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© Peter Dixie for LOTAN Architectural Photography


Client: Shikaku Location: 3F,No. 301, Huashan Road, Jing An District, Shanghai City Net Area: 92㎡ Interior Design: Lukstudio Director: Christina Luk Design Team: Yicheng Zhang, Ng Mun Yee, Wendy Zhang Scope: Interior, furniture & lighting design Acoustic Consultant: Wide Audio Material list: Stainless steel, tiles, wood, stone, acoustic panel, texture paint, Tyvek paper. Design Period: 2019.10 -2020.03 Construction Period: 2020.03- 2020.06 Photography: Peter Dixie for LOTAN Architectural Photography Video Production: OUO Films


As our world has awakened to its environmental impacts of food delivery, conscientious urbanites seek more sustainable options. Shikaku is a concept born out of this demand. Imagine a chef’s table dining experience at your doorstep; with the use of recyclable bento boxes, there is no guilt of using single-use containers or cutleries. The model combines a quest for quality and environmental stewardship into a convenient meal that’s comparable to home-cooking.

The first location of Shikaku is a central kitchen equipped with about 20 seats, allowing dine-in and events. The given site is on the 3rd floor of a mid-rise building along the tree-lined Huashan Road. A series of bay windows comprise the west facade with brise-soleil in front. The view of lush tree canopies, together with dramatic daylight gives the existing site its unique calming atmosphere. In response to the site characteristics and the brand’s operational rigor in practicing a green dining model, Lukstudio explored how to express gentleness with precision in a compact space.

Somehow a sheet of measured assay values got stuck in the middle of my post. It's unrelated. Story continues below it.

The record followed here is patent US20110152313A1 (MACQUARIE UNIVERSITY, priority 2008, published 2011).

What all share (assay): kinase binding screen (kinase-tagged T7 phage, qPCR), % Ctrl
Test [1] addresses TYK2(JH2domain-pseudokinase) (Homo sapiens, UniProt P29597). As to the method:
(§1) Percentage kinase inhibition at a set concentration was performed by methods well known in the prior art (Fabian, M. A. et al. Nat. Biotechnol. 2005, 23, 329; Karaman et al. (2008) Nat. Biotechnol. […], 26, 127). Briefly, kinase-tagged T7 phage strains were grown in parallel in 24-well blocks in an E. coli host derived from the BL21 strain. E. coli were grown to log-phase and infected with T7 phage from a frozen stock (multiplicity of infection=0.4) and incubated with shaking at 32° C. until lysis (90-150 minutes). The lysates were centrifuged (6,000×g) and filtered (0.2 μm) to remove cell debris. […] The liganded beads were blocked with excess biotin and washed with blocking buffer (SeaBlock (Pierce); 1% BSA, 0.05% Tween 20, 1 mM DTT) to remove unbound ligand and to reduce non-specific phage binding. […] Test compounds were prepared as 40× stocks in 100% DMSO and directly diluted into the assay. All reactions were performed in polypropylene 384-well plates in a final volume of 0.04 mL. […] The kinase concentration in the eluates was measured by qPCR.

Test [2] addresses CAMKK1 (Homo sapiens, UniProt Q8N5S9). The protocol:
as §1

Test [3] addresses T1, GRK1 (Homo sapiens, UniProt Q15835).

The foyer design is a nod to the tradition of Japanese hospitality. A small zen garden, a light-softening shoji screen, and a stone path of different textures welcome guests into a curated version of nature. Instead of the common use of a wooden frame, the screen is a continuation of the stainless steel ceiling grille, a feature throughout the site signifying the industrial purpose of the place and giving a sense of order.

The original bay windows are transformed into seating niches. Inspired by how a bento box is divided into partitions of various delicacies, each white niche is equipped with a set of wooden furniture, accommodating either individuals, a pair, or a group of diners.  A curved wall of perforated panels - partially opens in front of the existing windows – hides the frames and captures one singular focal view. Through the brise-soleil and the gradient perforation, natural light comes in different forms, casting strips or sparkles as the day passes.